Keanu Reeves films reportedly scrubbed from Chinese streaming platforms over his support for Tibet

Chinese streaming platforms have reportedly pulled multiple Keanu Reeves films off their sites after his participation in the annual Tibet House Benefit Concert earlier this month.

The 57-year-old actor participated in the virtual concert alongside Laurie Anderson, Patti Smith, Cyndi Lauper, and Iggy Pop on 3 March.

Soon after, Chinese nationalists took to social media to protest his participation.

The status of Tibet is the subject of a decades-old dispute. While Beijing maintains that Tibet is an inalienable part of China, Tibetans say their country has historically been independent.

In the past, China has blacklisted many celebrities who have expressed support for Tibet or its former head of state, the Dalai Lama. The Dalai Lama has been living in exile in India since 1959, following China’s annexation of Tibet in 1950.

At least 19 of Reeves’s films were removed from major Chinese streaming platforms like Tencent Video and Youku last week, according to the Los Angeles Times.

Actor Keanu Reeves during the Canadian premiere of The Matrix Resurrections film on 16 December 2021 (Reuters)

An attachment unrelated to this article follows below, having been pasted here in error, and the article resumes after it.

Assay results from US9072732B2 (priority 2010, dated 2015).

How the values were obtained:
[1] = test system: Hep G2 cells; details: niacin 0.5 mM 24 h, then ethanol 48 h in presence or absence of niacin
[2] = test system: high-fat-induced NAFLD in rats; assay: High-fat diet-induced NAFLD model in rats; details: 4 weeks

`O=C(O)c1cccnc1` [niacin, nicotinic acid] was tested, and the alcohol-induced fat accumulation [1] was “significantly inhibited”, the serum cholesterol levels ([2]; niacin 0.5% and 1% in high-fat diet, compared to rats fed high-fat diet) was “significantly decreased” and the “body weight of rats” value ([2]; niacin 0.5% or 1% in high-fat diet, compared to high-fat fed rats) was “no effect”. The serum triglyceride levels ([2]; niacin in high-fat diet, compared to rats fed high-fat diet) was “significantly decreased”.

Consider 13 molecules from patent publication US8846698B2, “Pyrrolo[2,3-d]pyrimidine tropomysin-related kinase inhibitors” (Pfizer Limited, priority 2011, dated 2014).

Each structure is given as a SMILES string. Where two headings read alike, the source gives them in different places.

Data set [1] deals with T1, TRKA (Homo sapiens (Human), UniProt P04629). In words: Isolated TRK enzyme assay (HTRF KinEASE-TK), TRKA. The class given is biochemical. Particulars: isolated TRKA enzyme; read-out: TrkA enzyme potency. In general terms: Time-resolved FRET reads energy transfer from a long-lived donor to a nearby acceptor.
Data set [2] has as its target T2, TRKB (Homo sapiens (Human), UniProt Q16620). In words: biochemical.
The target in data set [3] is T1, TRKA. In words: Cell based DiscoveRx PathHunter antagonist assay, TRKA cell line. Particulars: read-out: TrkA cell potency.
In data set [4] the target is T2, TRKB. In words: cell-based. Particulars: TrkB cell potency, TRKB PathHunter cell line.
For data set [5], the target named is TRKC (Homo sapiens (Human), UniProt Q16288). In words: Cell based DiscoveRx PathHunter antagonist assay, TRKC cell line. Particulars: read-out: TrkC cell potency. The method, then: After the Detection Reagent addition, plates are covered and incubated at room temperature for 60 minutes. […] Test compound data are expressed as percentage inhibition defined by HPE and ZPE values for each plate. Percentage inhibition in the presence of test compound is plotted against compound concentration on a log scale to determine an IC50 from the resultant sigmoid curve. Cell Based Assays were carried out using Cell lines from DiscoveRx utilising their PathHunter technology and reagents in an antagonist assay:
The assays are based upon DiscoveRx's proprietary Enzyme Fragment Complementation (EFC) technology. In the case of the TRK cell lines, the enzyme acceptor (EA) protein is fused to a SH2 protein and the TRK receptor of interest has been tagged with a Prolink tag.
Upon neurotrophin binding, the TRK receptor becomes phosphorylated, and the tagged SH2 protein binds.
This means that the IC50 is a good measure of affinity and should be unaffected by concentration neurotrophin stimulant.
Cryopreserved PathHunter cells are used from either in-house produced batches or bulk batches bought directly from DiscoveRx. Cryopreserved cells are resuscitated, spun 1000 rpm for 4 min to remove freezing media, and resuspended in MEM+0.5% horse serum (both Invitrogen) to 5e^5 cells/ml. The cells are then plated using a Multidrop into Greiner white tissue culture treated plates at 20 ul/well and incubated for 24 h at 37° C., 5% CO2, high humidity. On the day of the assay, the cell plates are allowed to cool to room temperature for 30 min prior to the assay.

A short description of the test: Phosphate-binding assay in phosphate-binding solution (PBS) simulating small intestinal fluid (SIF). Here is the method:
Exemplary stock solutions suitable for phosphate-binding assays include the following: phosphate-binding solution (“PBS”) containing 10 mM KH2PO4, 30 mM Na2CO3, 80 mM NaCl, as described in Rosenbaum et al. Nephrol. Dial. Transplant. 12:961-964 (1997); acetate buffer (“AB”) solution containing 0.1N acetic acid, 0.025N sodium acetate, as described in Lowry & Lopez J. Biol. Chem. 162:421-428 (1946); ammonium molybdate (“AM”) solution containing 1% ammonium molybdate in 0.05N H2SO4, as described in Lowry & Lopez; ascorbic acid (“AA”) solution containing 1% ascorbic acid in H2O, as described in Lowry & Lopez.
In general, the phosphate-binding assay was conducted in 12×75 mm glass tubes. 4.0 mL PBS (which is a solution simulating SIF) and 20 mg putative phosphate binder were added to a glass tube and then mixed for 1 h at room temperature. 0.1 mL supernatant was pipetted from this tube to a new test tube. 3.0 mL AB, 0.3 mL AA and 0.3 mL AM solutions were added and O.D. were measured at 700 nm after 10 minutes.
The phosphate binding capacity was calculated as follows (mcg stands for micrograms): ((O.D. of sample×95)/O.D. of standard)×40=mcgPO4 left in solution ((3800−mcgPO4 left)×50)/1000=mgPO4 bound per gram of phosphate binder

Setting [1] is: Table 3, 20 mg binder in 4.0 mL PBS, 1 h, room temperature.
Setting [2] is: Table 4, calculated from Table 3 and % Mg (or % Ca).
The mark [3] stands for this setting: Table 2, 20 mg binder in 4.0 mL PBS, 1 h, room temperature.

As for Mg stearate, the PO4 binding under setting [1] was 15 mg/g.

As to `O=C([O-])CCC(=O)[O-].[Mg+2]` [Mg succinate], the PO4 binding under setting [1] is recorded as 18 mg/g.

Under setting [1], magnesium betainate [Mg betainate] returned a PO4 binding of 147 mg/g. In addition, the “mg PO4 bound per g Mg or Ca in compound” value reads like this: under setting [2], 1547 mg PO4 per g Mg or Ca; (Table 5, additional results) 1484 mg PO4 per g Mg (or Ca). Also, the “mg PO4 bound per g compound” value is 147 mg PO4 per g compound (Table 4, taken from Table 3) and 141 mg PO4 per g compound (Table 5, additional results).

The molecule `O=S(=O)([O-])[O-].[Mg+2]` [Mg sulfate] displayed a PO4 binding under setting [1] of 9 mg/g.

Actor Keanu Reeves during the Canadian premiere of The Matrix Resurrections film on 16 December 2021 (Reuters)

Some of the deleted films include The Matrix, The Lake House, Something’s Gotta Give, and Speed. So far, it is unclear who ordered the deletion.

The Independent has contacted Reeves, Tencent Video, and Youku’s representatives for comment.

In 2016, China banned Lady Gaga after she met with the Dalai Lama to discuss yoga.

At the time, the singer posted a 20-minute video of herself with the Dalai Lama where she asked the leader a series of questions from viewers.

Soon after that, Weibo users started condemning the singer, with some saying: “Lady Gaga, you’re never coming back to China.”

On Instagram at the time there was a mixture of comments and debate on Chinese and Tibetan politics. One user wrote: “You make your Chinese fans disappointed and annoyed”, while another said “meeting him [the Dalai Lama] is harmful to most of the Chinese people”.